News Scan for Mar 27, 2014

News brief

CDC reports 6 more cases of Heartland virus infection

Six more cases of Heartland virus infection have been identified since the world's first two cases were detected in the summer of 2012, scientists from the Centers for Disease Control and Prevention (CDC) and two states reported today.

Five men in Missouri and one in Tennessee contracted the disease in 2012 and 2013, according to the report in Morbidity and Mortality Weekly Report (MMWR). All were 50 or older, and five of the men reported tick bites in the days or weeks before they fell ill.

One of the patients, who had multiple other health conditions, died. But officials don't know if his Heartland infection caused his death.

The patients' symptoms—which included fever, fatigue, loss of appetite, headache, nausea, and muscle and joint pain—started between May and September, which are prime tick months. Four of the patients required hospital care. Their ages ranged from 50 to 80, with a median of 58, and all were active outdoors.

The first cases of the disease were reported in August 2012 in two male Missouri farmers who were hospitalized in 2009. Last July researchers reported finding Heartland virus in 10 lone star ticks, including 9 on the land of one of the farmers, strongly implicating the species as a vector. The tick is named after the single whitish spot on its back (see CDC photo at right).

Nearly all of the newly reported cases were discovered through a study conducted by the Missouri Department of Health and Senior Services and the CDC, which are actively searching for human cases at six Missouri hospitals, according to a CDC news release. The novel virus is in the phlebovirus family.
Mar 28 MMWR report
Mar 27 CDC news release
Aug 30, 2012, CIDRAP News scan on first two cases
Jul 22, 2013, CIDRAP News story "Researchers trace novel Heartland virus to Missouri ticks"


FDA says most firms joining program to trim use of animal antibiotics

All but 1 of 26 companies that make relevant veterinary drugs plan to go along with the Food and Drug Administration's (FDA's) voluntary program to reduce the use of medically important antimicrobial drugs in animals, the FDA announced yesterday.

Under the "judicious use" program, the FDA has invited animal-drug makers to seek cancellation of approvals for the use of antimicrobials to promote animal growth, as opposed to treating disease, and to change the marketing status of products from over-the-counter to use only under veterinary supervision or by prescription.

The agency said that 25 of 26 companies affected by the program have confirmed "their intent to engage with the FDA in the program" and to have their names published. The companies account for more than 99% of the drug approvals and total product sales affected by the program, the statement said.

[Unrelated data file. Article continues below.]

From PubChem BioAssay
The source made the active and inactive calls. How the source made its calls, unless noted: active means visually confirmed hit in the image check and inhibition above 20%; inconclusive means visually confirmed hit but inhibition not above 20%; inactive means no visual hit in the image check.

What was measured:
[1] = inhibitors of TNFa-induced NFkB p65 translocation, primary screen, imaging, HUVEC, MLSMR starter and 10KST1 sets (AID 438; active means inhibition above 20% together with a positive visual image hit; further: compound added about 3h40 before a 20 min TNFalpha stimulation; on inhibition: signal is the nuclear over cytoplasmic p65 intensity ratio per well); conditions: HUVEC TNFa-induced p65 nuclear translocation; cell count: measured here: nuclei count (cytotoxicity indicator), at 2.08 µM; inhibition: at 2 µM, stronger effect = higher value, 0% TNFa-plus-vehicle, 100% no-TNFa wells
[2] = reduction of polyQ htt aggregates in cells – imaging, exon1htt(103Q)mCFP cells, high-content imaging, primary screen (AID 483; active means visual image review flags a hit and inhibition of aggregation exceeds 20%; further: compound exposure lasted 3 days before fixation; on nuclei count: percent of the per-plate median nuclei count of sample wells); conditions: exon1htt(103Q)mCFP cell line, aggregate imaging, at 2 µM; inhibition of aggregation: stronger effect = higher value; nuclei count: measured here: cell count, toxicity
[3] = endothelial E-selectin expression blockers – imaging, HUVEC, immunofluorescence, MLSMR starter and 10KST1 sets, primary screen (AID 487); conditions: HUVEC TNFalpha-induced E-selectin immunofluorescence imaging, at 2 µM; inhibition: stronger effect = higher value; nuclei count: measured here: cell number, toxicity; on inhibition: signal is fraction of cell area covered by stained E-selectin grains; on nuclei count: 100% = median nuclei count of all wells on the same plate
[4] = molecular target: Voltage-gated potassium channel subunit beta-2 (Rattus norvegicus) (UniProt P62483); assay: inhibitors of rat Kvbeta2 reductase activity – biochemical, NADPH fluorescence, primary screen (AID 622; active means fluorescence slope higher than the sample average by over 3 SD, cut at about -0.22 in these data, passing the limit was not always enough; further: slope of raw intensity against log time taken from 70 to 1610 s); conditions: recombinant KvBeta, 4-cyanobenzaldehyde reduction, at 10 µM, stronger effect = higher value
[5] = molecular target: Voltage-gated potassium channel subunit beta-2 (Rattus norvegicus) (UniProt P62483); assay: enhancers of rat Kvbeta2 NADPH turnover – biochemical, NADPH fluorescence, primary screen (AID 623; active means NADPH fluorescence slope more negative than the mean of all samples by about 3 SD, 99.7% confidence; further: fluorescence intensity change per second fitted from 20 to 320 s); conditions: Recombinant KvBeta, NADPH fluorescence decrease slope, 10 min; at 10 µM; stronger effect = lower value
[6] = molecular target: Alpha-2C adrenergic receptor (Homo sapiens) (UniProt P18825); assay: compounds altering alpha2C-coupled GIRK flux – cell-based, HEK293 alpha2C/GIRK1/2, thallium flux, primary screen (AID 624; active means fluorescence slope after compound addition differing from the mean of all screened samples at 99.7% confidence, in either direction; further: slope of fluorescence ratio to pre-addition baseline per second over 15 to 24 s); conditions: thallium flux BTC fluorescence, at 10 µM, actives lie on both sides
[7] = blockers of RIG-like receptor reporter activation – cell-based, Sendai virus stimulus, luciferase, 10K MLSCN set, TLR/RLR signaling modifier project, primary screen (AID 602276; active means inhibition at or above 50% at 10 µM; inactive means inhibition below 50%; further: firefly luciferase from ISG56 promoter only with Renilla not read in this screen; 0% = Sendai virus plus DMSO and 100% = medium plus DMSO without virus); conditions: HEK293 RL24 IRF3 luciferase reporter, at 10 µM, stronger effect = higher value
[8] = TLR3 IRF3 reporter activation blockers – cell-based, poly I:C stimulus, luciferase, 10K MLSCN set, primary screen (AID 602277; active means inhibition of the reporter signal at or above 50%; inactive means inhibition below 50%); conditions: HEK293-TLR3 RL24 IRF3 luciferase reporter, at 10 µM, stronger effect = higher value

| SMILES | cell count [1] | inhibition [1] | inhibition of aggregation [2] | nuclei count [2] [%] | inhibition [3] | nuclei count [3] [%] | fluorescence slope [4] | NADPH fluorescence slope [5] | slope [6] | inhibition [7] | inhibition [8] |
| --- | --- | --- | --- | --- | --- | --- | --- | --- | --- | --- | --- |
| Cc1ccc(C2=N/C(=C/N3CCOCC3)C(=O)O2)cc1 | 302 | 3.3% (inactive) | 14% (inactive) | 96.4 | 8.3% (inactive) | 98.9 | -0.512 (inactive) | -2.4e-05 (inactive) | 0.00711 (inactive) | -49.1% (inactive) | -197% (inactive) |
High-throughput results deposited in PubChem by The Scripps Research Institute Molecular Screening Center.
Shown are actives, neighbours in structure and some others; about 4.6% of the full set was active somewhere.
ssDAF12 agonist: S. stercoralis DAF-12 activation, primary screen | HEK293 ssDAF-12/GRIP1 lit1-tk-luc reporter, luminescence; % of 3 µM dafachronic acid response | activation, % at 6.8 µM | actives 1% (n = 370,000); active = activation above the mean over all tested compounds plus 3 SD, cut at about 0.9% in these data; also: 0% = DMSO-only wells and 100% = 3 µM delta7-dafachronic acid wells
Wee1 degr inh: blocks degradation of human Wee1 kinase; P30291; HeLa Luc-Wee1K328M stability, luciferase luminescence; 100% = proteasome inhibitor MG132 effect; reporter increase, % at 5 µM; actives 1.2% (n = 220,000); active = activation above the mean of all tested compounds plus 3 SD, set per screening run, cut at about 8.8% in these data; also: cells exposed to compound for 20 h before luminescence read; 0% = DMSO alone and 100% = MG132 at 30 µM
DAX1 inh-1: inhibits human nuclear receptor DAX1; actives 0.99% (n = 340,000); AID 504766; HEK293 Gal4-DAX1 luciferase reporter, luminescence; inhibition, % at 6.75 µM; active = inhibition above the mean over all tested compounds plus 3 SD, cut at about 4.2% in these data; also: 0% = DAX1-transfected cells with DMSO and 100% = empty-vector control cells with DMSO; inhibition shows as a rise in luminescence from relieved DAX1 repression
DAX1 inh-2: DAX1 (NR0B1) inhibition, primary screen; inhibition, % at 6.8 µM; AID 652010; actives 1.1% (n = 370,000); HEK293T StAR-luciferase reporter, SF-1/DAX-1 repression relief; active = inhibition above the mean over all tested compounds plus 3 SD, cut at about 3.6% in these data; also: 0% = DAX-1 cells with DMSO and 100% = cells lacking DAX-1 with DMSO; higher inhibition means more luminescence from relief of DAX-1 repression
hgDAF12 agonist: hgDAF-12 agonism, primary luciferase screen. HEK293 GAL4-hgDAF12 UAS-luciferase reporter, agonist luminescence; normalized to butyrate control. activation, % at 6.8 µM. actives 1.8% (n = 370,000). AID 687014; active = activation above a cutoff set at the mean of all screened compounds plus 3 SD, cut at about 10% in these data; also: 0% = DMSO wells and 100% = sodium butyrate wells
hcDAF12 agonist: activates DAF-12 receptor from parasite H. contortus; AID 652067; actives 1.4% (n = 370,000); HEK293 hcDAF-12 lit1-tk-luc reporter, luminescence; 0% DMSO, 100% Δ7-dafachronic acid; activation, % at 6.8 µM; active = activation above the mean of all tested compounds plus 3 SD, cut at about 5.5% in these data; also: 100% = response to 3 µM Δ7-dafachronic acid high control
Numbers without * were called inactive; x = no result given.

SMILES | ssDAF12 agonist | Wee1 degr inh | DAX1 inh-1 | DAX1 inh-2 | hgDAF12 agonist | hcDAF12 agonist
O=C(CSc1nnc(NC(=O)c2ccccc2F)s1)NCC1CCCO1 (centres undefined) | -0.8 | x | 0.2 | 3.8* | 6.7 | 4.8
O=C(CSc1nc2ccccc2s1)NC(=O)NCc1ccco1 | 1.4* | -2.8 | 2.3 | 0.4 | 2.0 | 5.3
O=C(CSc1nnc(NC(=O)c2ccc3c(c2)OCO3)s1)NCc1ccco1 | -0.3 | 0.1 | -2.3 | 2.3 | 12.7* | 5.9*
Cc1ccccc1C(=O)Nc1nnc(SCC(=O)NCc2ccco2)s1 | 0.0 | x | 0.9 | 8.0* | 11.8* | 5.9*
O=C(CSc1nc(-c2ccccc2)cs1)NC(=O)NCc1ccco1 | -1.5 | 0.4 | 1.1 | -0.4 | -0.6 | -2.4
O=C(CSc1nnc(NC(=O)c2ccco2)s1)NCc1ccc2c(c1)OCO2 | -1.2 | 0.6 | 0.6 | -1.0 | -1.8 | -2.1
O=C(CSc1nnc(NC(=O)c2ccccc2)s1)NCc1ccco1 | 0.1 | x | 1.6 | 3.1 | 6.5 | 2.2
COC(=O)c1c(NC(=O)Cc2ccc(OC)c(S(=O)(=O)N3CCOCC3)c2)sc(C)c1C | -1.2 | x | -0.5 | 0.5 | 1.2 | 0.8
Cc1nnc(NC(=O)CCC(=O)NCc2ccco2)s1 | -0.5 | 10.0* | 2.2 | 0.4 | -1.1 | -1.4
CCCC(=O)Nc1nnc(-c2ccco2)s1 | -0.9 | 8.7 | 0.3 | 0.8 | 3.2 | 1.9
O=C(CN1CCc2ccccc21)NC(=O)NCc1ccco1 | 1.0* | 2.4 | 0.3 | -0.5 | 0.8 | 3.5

"FDA is encouraged by the response thus far and will continue to monitor ongoing participation and provide public updates on a periodic basis," the agency said.

The companies had been asked to notify the FDA by Mar 12 if they intended to join the program.
Mar 26 FDA announcement
Related Dec 11, 2013, CIDRAP News story


'Momentous victory' as Southeast Asia declared polio-free

Global polio eradication efforts received a boost today as the World Health Organization (WHO) declared its 11-country South-East Asia Region to be polio-free.

The region, which includes Bangladesh, Bhutan, North Korea, India, Indonesia, Maldives, Myanmar, Nepal, Sri Lanka, Thailand, and Timor-Leste, is the fourth of six WHO regions to be thus certified and holds one fourth of the world's population, says a WHO notice today. Other areas that have been certified as polio-free are the Americas (in 1994), Western Pacific (2000), and European (2002) regions, according to a press release from the US Agency for International Development (USAID).

Polio-free status comes upon attainment of several requirements: at least 3 years of no confirmed cases of indigenous wild poliovirus infection, excellent laboratory-based surveillance and safe containment of polioviruses in laboratories, and the capacity to detect, report, and respond to imported cases.

Said WHO Regional Director Dr. Poonam Khetrapal Singh at the 2-day certification meeting in New Delhi, "This is a momentous victory for the millions of health workers who have worked with governments, nongovernmental organizations, civil society and international partners to eradicate polio from the Region." Dr. Ariel Pablos-Mendez, assistant administrator for Global Health at USAID, called the announcement "a major milestone" and a "Herculean effort."